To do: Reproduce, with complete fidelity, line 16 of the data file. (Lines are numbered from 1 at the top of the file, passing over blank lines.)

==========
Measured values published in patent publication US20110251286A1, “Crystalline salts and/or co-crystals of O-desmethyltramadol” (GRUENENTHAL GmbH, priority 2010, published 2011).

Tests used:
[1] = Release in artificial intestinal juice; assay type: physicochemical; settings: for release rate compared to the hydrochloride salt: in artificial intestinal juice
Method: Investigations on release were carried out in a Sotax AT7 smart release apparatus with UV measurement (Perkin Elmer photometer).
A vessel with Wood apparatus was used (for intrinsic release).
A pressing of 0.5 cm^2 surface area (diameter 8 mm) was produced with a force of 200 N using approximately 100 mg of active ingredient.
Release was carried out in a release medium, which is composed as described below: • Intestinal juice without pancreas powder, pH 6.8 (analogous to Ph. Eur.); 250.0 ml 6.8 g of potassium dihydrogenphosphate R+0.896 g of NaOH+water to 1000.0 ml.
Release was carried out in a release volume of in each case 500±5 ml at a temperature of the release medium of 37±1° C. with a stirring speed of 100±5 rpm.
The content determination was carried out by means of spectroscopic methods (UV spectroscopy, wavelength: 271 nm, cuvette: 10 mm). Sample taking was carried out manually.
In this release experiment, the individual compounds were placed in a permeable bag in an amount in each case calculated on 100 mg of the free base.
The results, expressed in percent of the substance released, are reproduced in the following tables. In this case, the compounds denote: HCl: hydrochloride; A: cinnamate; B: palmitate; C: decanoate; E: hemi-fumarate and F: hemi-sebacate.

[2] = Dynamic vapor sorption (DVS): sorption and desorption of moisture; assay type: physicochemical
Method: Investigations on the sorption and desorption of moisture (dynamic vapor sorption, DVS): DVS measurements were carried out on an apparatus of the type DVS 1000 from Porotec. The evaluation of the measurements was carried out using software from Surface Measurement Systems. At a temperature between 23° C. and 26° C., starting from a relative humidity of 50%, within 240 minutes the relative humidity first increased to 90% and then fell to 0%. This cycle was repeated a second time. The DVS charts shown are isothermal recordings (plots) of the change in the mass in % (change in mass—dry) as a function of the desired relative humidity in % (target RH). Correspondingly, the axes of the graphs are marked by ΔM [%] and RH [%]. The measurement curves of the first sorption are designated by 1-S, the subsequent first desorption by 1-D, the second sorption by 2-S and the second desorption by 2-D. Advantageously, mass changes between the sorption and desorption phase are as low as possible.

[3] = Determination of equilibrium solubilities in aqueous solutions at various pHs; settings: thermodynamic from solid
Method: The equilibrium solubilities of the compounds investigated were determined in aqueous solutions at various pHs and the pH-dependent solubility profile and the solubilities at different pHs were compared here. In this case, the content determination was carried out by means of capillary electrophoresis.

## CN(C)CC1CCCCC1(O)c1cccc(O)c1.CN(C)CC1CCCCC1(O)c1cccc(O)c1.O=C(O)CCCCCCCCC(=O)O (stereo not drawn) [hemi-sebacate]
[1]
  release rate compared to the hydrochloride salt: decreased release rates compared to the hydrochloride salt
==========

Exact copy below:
## CN(C)CC1CCCCC1(O)c1cccc(O)c1.CN(C)CC1CCCCC1(O)c1cccc(O)c1.O=C(O)CCCCCCCCC(=O)O (stereo not drawn) [hemi-sebacate]